Collinsons & Sons are one of Englands longest rocking horse manufacturers in production and their rocking horses were manufactured from their factory in Liverpool from 1836 over several generations. until the 1990's after which the business & factory ceased. 

Queen Victoria visited the premises in 1851 and apparently the dapple grey was her favourite style. From this point on the Collinsons firm concentrated on making horses in dapplegrey. 

The early Collinsons rocking horses were nicely carved with flared nostrils, glass/wood eyes & turned upright posts to the stand. The dapples on these earlier horses were more subtle than that on the later period horses which were boldly dappled all over.

The later post 1950 Collinsons horses were given upholstery stud eyes and the style of the upright posts changed from turned to square in shape.

The more modern Collinsons are quite crude in their carving with less flaring of the nostrils, metal studs for the eyes and corderoy and leatherette saddles which all made for quicker / cheaper production in the factory.

The wood used for making the Collinsons horses was pine, including their legs This meant that the legs to be made thicker for added strength, Other manufacturers such as F H Ayres or Lines would have used beech for their horses legs, enablng them to be made thinner as beech is a stronger wood.

Please see the photos below for examples of various Collinson Rocking Horses & their attributes...

 

 

Collinsons & Sons Rocking Horse in original condition

The following attributes lead to this being a collinsons rocking horse.

1/ upright square posts

2/ red swingirons & brackets

3/ starlock washers on the end of the swingirons ( as in later models)

4/ metal stud eyes

5/ All over bold dappling

6/ Cordoroy & leatherette saddle/cloths

7/ Diamand shapes over the spigots on the top rail of the swingstand.

8/ Upholstery studs decorating the fabric rosettes.

Original condition Collinsons rocking horse

Note the square shaped upright posts on the swingstand of this Collinsons rocking horse which is in original condition. Also his metal stud eyes & diamands on his top rail of his swing stand. His shellac has aged a nice yellow patina.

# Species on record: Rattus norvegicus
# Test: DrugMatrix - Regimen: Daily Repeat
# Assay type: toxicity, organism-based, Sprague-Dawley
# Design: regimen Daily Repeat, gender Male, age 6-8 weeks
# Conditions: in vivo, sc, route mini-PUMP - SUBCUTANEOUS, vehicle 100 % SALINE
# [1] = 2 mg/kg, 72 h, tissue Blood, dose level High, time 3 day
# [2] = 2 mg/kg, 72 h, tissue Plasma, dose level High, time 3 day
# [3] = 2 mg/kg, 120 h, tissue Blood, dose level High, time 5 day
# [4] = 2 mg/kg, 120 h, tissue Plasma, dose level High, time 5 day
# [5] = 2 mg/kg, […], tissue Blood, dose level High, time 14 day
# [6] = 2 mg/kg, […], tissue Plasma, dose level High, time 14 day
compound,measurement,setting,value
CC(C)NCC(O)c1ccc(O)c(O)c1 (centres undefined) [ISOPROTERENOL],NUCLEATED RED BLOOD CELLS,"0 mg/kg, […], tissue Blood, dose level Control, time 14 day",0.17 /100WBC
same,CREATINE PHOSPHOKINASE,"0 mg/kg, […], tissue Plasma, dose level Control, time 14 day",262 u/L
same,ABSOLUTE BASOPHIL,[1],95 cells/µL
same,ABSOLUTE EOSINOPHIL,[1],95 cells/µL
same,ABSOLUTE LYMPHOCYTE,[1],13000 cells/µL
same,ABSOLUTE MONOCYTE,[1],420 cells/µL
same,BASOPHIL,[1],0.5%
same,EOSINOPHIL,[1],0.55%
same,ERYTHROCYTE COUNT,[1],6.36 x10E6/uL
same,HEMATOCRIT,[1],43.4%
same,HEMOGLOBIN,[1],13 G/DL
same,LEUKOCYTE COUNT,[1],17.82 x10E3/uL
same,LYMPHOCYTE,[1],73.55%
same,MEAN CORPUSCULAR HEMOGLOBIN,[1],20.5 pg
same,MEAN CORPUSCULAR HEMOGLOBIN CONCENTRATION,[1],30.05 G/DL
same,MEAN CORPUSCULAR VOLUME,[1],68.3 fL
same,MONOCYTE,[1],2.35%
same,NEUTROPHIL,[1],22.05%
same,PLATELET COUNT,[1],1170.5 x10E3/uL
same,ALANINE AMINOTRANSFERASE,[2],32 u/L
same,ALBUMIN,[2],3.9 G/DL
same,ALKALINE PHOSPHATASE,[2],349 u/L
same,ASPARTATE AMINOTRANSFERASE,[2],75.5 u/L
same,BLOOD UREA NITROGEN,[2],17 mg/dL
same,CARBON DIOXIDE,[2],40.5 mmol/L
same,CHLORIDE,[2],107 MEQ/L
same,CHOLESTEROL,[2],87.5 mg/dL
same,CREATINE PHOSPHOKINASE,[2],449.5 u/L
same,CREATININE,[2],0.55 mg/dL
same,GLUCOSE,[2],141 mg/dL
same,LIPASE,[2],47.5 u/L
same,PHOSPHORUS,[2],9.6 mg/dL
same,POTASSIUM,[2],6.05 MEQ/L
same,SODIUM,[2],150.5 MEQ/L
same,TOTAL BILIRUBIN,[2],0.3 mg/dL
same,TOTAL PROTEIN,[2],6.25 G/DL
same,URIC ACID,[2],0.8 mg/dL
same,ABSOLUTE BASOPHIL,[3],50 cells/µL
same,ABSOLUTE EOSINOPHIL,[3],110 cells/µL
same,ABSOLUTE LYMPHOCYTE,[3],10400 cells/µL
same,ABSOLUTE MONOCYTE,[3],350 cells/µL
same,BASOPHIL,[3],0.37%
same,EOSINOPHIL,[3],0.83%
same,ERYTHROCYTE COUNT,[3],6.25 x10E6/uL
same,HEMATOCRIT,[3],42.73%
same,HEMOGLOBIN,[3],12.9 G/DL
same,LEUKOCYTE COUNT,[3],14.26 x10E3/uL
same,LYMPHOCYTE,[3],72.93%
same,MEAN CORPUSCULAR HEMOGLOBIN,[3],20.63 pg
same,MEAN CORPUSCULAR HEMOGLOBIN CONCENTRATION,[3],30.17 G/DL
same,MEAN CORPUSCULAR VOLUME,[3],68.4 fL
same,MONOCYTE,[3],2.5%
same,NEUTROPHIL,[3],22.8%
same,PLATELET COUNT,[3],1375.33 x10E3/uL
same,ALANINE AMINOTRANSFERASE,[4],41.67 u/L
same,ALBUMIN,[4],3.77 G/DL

A later Collinson & Sons rocking horse much originality

This Collinsons rocking horse has the bold dappling that they are reknowned for. Also the cordoroy & leatherette saddle, red brackets & swing irons and the typical diamand shaped pieces of wood on the top rail of the stand.

A Collinsons rocking horse that has been restored

This rocking horse was restored with dapples more subtle than it would have had originally. Its upholstery metal stud eyes were replaced with glass eyes & he also has a replacement horsehair mane & tail enstead of cows hair and replacement saddlery. 

The stand still retains the later Collinson features such as square upright posts, starlocks on the red swingstand ends & also the diamands on the toprail covering the spigots.

Refurbished Collinsons rocking horse

Another example of a Collinsons rocking horse that has been restored to his owners specifications. Subtle dapples were desired over the crude bolder ones he would have originally had. 

This particular horse although has the later square upright posts borders on circa 1950. He had wood half circle eyes which have been replaced with glass. His carving to his muzzle is nicer with more flaring of the nostrils than in some of the later period Collinsons. His stand is original ( albeit later painted green) and the bowler caps are added as part of the restore.

Collinsons Rocking Horse Large Size

This Collinsons was of a large size standing over 48" high. His original all over bold dapples is worn in places down to the gesso and wood.

His stand shows all the pointers to a Collinsons with starlock washers fitting the swingrails & the square upright posts with diamands covering the spigots.

His mane, tail & saddle and cloths are not original & are later replacements.

 

Rocking Horse by Baby Carriages of Liverpool

Although this page is to help you identify your Collinsons rocking horse I felt it would be helpful to show you a photo of a Baby Carriages rocking horse alongside, who also had their factory based in Liverpool.

Baby Carriages were the main competitors to Collinsons in the city and both firms share similarities to the way their horses were constructed. Both types of horses had their legs set in to the side of the body, rather than tenon & mortice joints, compared to companies such as F H Ayres & Lines.

Baby Carriages also had turned uprights to the posts like Collinsons in their earlier period horses and then changed to square upright posts in their later ones as seen in this photo.

The saddlery was adorned with many studs & the toprail of the stand also bears the diamand shapes as per Collinsons.

It can be difficult to tell a Baby Carriages horse apart from that of a Collinsons to the untrained eye. BUT there is a clue! Look at the shape of the legs where they join the body! They are of a slightly different shape & more refined, as is the general all over carving.

 

 

Baby Carriages rocking horse similar to Collinsons but with nicer carving